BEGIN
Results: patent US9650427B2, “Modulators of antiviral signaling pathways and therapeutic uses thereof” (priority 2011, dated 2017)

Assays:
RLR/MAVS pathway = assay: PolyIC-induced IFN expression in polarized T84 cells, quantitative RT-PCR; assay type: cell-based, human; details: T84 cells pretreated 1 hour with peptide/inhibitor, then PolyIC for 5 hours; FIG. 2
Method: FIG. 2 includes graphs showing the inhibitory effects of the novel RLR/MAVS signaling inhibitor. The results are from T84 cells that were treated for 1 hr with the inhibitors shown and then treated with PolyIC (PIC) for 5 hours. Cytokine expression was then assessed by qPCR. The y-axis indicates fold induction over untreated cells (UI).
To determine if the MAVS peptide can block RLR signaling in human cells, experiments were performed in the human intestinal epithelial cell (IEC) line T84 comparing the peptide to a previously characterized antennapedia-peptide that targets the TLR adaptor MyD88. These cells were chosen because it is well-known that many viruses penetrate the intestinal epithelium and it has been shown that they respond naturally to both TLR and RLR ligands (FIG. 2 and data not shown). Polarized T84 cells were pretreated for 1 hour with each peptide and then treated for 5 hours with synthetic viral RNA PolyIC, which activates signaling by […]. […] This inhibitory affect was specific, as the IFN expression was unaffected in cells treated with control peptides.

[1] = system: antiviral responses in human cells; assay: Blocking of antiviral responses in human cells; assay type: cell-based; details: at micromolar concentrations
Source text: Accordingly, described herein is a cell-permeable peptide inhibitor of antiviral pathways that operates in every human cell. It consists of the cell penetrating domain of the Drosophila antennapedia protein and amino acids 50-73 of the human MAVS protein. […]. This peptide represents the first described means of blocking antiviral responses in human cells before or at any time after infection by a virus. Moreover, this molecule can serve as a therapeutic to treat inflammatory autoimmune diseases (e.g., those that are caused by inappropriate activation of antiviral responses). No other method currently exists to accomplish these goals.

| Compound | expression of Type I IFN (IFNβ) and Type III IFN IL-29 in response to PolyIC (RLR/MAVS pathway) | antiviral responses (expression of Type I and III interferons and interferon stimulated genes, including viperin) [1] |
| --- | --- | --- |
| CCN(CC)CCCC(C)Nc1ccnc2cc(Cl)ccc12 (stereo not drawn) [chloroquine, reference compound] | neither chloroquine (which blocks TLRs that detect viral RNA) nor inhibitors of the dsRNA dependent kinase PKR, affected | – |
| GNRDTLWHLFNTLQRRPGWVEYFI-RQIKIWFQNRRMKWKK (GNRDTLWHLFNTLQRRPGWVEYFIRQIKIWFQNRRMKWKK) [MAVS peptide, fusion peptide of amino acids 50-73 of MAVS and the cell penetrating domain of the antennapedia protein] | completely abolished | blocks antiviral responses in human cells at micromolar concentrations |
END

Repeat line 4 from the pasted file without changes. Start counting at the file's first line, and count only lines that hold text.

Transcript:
Method: FIG. 2 includes graphs showing the inhibitory effects of the novel RLR/MAVS signaling inhibitor. The results are from T84 cells that were treated for 1 hr with the inhibitors shown and then treated with PolyIC (PIC) for 5 hours. Cytokine expression was then assessed by qPCR. The y-axis indicates fold induction over untreated cells (UI).